Compassion is a Christian international holistic child development organisation. Through our Child Sponsorship Program, more than 2 million children are currently being released from poverty in Jesus’ name. With over six decades of experience, Compassion’s unique approach to solving poverty works: research proves it.
It is our mission is to collect, restore and provide bicycles to the most marginalised & impoverished communities around the world.
In remote communities a bicycle is not only a means of transport to places of employment and education but can provide many with access to remote sources of food, water, medicine and shelter.
One bicycle can support social rehabilitation & economic change and it is our mission is to collect, restore and provide bicycles to some of the most marginalised & impoverished communities around the world.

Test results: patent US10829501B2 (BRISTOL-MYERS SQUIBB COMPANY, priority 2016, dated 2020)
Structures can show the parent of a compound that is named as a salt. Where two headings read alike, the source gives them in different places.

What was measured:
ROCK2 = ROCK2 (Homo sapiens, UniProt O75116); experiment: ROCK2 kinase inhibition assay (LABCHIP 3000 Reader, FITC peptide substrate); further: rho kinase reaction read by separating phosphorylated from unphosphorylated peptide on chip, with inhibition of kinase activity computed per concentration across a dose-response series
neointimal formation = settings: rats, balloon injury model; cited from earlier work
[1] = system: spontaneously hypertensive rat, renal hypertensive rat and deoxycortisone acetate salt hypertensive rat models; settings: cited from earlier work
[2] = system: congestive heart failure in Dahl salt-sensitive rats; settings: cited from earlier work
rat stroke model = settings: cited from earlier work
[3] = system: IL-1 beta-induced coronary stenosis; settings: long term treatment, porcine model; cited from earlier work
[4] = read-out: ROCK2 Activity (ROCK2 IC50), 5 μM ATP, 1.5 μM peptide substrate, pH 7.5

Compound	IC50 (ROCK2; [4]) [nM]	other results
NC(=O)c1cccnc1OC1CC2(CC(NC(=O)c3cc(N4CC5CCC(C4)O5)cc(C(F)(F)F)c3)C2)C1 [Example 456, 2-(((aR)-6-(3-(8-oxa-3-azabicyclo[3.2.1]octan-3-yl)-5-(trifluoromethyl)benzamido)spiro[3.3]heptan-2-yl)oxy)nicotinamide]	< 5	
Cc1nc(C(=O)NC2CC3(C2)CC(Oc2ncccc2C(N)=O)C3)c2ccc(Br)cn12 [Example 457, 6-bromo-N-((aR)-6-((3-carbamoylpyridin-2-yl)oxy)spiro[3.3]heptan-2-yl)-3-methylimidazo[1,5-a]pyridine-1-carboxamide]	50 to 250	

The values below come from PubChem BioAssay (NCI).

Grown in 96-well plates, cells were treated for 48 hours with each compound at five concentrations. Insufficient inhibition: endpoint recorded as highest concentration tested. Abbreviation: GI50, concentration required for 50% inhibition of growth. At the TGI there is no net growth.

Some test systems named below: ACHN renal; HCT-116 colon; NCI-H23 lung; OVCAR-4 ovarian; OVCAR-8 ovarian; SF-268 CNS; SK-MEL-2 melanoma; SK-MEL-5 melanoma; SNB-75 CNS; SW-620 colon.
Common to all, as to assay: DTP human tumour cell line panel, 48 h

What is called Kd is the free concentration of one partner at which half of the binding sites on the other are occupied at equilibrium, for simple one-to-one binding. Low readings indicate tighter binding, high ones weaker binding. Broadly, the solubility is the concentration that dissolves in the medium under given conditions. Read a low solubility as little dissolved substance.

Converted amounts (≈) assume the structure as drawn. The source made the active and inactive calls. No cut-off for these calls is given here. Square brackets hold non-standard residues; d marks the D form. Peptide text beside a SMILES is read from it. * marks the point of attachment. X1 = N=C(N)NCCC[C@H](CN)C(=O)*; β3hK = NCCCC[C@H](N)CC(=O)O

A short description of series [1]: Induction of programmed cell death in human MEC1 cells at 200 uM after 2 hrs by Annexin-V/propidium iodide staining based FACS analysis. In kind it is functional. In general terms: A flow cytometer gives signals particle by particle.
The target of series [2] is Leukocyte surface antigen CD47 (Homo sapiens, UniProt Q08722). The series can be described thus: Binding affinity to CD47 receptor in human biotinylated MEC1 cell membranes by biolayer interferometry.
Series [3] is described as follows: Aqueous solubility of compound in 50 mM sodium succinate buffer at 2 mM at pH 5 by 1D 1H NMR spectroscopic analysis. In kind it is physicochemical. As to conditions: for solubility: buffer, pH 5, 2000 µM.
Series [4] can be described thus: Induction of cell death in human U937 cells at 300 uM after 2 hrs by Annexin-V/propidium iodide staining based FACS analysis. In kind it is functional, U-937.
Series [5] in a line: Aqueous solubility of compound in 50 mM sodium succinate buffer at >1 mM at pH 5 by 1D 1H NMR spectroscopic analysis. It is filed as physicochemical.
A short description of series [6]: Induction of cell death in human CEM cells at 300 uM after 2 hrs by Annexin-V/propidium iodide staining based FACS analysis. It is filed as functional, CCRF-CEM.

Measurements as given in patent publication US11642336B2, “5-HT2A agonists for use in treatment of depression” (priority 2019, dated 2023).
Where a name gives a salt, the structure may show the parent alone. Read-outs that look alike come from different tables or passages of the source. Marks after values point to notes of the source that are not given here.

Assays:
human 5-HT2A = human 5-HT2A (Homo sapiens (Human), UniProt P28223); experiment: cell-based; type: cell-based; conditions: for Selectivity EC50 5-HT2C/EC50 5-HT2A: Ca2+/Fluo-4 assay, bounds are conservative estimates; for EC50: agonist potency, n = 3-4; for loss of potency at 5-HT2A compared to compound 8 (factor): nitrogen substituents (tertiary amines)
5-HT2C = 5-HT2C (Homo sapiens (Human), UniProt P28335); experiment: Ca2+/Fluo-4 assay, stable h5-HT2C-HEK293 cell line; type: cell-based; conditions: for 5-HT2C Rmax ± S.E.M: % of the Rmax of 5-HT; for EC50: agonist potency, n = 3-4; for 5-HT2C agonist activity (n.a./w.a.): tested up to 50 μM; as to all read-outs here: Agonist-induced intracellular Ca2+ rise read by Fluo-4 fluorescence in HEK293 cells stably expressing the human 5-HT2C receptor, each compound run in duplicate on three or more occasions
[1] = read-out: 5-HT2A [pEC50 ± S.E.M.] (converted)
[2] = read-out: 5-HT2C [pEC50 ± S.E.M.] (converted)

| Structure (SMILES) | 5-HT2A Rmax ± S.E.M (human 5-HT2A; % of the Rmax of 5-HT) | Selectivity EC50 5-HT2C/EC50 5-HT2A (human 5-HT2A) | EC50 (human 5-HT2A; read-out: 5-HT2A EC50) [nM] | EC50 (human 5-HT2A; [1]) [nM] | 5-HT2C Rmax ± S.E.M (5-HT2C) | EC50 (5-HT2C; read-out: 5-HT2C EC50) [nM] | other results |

Bikes 4 Life is a network of concerned citizens, organizations and companies, who are dedicated to supporting extremely marginalized and neglected individuals and communities by providing re-cycled bicycles as a mode of sustainable transport. Bikes are a vital instrument for access to independence and livelihood. We are committed to taking meaningful action, by helping to provide tools for survival, empowerment, economic development and social change. Bikes 4 Life are committed to making a difference by acting in a way we believe can benefit society at large. It is our aim to provide bicycles to the needy, raise awareness to the less informed, act as role models to our own youth, strengthen local community values, give hope, empowerment and confidence to marginalized communities, while supplying something as simple as bicycles.